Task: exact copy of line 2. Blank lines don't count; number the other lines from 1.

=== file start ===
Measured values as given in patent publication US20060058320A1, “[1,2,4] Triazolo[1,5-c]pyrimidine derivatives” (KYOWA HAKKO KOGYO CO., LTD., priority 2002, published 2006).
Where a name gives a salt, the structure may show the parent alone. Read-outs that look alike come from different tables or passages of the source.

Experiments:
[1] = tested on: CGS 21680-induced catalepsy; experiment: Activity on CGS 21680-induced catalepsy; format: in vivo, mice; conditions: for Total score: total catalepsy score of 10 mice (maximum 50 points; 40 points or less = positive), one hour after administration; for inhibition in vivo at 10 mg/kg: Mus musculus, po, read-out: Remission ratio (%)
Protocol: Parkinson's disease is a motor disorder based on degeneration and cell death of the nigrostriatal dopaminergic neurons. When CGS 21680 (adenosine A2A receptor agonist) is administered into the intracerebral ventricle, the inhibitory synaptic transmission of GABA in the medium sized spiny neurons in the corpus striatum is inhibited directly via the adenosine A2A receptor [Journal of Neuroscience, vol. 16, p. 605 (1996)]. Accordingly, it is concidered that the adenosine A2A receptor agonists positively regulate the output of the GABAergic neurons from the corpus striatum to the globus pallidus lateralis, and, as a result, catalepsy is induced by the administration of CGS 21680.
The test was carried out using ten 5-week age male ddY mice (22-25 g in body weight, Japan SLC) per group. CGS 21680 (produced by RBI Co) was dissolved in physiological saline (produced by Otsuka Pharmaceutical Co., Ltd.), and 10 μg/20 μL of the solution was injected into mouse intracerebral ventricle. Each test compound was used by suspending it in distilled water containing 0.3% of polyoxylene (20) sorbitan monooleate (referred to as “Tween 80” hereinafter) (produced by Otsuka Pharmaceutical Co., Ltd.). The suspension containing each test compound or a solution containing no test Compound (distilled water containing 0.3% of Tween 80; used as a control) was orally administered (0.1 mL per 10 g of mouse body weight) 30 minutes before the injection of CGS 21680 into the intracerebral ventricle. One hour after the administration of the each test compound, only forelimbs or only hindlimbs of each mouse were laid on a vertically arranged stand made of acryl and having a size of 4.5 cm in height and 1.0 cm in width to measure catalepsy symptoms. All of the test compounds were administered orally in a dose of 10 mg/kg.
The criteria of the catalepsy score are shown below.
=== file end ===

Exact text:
Where a name gives a salt, the structure may show the parent alone. Read-outs that look alike come from different tables or passages of the source.